In two previous posts, here and here, overseas Chinese readers have presented very different views on whether Western press outlets were ganging up against China, and whether India was by comparison getting a free ride.
As a worthy complement to these arguments, an email from reader Shreeharsh Kelkar, giving an overseas Indian perspective:
I was pleasantly surprised to read the email you published from an overseas Chinese citizen who thinks the western media treats China unfairly and that he would like to see China being treated the way India gets treated. As an Indian who lives in the US, I have many many Indian friends who complain that the media here only talks about the poverty in India, that they emphasize only what's wrong with the country and not what's going right with it, that they talk only of the poor and not of the middle class. Etc, etc.
I think both these complaints -- the Chinese and the Indian -- are, in some sense, two sides of the same coin.
The key word, I think, is "threat". At the risk of giving bringing in vague things like "feelings" into the explanation, I will say that the when most people -- Indians or Americans -- think of the Chinese -- especially the Chinese Government -- the word "threatening" is always hovering around, even if left unsaid. There's always the sense that China wants to conquer the world. Now, as you've pointed out infinite times in your blog-posts and articles, this is far from being the case. China (like India) is a desperately poor country that has more pressing things than world domination on its brain. But that vague threatening feeling remains and the fact that the Chinese possess nuclear weapons doesn't make any one else feel better.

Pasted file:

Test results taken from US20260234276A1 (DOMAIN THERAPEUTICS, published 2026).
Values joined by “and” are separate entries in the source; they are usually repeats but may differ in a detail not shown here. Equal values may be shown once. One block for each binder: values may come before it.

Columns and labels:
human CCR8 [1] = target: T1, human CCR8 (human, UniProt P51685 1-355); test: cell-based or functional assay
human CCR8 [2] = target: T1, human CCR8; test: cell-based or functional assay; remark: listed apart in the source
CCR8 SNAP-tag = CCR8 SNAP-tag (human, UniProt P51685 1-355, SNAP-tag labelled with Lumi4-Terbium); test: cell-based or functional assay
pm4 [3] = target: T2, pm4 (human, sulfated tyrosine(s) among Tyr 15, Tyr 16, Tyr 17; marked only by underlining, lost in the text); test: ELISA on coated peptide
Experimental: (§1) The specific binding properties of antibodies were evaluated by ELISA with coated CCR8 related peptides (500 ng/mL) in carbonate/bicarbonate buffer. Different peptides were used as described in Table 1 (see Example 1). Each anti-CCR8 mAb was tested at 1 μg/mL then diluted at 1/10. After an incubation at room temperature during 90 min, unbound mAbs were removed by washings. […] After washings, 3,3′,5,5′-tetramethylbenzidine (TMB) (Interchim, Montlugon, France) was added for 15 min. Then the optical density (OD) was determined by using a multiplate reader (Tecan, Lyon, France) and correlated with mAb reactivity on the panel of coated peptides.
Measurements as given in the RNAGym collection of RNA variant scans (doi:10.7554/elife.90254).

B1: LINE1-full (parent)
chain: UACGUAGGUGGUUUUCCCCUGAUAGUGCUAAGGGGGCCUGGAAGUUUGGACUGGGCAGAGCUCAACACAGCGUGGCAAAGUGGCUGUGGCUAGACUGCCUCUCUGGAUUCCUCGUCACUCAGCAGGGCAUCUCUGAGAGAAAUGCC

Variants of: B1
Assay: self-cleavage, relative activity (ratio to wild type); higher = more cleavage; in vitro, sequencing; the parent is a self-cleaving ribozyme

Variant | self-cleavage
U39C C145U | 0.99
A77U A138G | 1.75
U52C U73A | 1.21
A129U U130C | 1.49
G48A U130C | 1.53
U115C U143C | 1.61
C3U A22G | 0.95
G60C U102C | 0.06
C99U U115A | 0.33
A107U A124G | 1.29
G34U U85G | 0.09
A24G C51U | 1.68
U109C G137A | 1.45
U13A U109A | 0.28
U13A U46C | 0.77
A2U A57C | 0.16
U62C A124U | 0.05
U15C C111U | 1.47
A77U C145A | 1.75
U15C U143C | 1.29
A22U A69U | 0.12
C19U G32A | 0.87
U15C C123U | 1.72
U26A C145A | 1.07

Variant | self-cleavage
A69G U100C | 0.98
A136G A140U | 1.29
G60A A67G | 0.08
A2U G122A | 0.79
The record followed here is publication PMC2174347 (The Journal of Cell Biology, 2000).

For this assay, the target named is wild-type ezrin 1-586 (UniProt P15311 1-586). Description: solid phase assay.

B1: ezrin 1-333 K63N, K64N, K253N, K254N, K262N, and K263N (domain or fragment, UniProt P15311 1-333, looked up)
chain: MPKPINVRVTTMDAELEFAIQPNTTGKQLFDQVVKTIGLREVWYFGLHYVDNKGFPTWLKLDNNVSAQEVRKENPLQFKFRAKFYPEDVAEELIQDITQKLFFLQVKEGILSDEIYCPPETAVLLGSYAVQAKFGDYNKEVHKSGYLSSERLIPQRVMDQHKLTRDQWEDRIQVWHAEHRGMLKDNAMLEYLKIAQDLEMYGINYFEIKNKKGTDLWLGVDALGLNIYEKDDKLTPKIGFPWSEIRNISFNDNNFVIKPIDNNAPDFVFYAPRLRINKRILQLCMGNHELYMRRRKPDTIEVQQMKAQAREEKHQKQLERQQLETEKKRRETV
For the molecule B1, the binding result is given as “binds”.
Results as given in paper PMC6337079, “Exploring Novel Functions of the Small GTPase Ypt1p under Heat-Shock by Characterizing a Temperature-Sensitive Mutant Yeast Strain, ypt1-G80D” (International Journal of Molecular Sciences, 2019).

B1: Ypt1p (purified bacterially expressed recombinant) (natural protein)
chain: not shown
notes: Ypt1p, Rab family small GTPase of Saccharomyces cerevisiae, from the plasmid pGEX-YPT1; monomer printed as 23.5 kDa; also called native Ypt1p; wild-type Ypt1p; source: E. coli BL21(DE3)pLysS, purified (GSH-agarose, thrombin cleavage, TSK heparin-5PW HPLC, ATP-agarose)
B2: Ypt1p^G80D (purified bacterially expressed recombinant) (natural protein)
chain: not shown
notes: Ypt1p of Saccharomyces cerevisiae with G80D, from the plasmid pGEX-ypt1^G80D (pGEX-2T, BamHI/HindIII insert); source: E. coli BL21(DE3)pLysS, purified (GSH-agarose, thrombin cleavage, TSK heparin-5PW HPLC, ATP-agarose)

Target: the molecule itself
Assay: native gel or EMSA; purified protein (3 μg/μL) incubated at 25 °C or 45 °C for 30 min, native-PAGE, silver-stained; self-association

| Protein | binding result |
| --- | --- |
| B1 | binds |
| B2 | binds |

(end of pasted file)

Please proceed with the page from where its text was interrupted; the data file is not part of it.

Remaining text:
And so it goes with the media coverage. Many Indians living in the US hate the fact that Western newspapers often have photographs of slums and the almost mind-numbing poverty that exists there. But as someone who reads a fair amount, I must say I have very rarely seen pictures of back-breaking poverty from China, the photographs I do remember are those of the huge factories, the magnetic trains, the Olympics. I am not sure why this is so. And feel free to point me to stories that do have such photos. But I think when the public image of a country is associated with back-breaking poverty, the media can't help but be lenient towards it. And when the public image of a country is a mix of the magnetic trains, huge buildings, the Olympics and Tibet, with nuclear weapons never far behind, then the media will tend to be a little harsh tending to, as your correspondent notes not "tolerate the minor human rights problems and individual sufferings which are common in any developing country".
It was funny for me to read that your Chinese correspondent actually wanted his country to be treated the way India is treated in the media here. There are hordes of Indians who would wish that India was treated in the Western media the way China is: with a mixture of fear and admiration rather than what they interpret as condescending pity.
I should add that I don't think it is the media's business to "positively represent" any country -- their business is to write good, interesting, powerful stories. Those who don't like it should try and do something about it, rather than complaining. But that's a topic for another day.
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